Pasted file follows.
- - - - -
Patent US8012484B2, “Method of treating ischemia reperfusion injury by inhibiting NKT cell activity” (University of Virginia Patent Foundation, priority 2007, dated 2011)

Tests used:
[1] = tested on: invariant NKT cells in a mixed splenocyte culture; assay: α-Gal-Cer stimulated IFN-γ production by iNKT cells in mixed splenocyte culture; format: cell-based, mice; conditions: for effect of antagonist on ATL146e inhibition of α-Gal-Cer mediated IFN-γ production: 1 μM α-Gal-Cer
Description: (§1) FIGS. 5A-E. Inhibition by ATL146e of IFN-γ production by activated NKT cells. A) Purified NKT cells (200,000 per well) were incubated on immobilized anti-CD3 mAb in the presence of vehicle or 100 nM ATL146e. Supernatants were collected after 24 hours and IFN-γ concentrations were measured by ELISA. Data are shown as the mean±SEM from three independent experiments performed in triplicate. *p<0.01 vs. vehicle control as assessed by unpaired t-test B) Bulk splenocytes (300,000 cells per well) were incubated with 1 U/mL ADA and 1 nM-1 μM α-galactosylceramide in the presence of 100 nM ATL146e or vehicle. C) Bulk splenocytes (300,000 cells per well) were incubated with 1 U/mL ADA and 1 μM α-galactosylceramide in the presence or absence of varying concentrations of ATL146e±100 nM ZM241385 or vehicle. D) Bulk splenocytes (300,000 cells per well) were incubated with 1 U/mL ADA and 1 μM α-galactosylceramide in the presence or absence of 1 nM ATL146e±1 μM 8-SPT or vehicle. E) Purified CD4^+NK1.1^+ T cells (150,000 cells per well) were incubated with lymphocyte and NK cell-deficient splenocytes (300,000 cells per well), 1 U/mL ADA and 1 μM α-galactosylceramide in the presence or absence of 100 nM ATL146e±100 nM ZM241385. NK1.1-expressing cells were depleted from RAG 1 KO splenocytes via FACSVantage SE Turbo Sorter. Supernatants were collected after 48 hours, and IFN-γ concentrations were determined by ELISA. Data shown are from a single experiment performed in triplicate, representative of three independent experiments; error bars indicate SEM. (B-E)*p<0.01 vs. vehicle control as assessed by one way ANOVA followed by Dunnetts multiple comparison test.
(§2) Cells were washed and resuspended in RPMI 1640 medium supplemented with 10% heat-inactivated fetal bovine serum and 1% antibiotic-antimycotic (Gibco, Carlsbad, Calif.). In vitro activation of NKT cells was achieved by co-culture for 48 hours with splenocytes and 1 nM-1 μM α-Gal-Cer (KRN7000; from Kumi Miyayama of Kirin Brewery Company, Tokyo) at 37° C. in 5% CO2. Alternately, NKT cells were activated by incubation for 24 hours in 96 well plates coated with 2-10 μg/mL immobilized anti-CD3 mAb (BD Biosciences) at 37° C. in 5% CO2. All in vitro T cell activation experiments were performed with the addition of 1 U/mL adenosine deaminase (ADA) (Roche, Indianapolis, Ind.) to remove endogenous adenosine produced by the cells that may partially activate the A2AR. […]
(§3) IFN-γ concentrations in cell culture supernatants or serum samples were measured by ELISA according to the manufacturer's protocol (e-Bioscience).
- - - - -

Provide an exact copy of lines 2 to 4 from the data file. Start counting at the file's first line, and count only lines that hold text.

Tests used:
[1] = tested on: invariant NKT cells in a mixed splenocyte culture; assay: α-Gal-Cer stimulated IFN-γ production by iNKT cells in mixed splenocyte culture; format: cell-based, mice; conditions: for effect of antagonist on ATL146e inhibition of α-Gal-Cer mediated IFN-γ production: 1 μM α-Gal-Cer
Description: (§1) FIGS. 5A-E. Inhibition by ATL146e of IFN-γ production by activated NKT cells. A) Purified NKT cells (200,000 per well) were incubated on immobilized anti-CD3 mAb in the presence of vehicle or 100 nM ATL146e. Supernatants were collected after 24 hours and IFN-γ concentrations were measured by ELISA. Data are shown as the mean±SEM from three independent experiments performed in triplicate. *p<0.01 vs. vehicle control as assessed by unpaired t-test B) Bulk splenocytes (300,000 cells per well) were incubated with 1 U/mL ADA and 1 nM-1 μM α-galactosylceramide in the presence of 100 nM ATL146e or vehicle. C) Bulk splenocytes (300,000 cells per well) were incubated with 1 U/mL ADA and 1 μM α-galactosylceramide in the presence or absence of varying concentrations of ATL146e±100 nM ZM241385 or vehicle. D) Bulk splenocytes (300,000 cells per well) were incubated with 1 U/mL ADA and 1 μM α-galactosylceramide in the presence or absence of 1 nM ATL146e±1 μM 8-SPT or vehicle. E) Purified CD4^+NK1.1^+ T cells (150,000 cells per well) were incubated with lymphocyte and NK cell-deficient splenocytes (300,000 cells per well), 1 U/mL ADA and 1 μM α-galactosylceramide in the presence or absence of 100 nM ATL146e±100 nM ZM241385. NK1.1-expressing cells were depleted from RAG 1 KO splenocytes via FACSVantage SE Turbo Sorter. Supernatants were collected after 48 hours, and IFN-γ concentrations were determined by ELISA. Data shown are from a single experiment performed in triplicate, representative of three independent experiments; error bars indicate SEM. (B-E)*p<0.01 vs. vehicle control as assessed by one way ANOVA followed by Dunnetts multiple comparison test.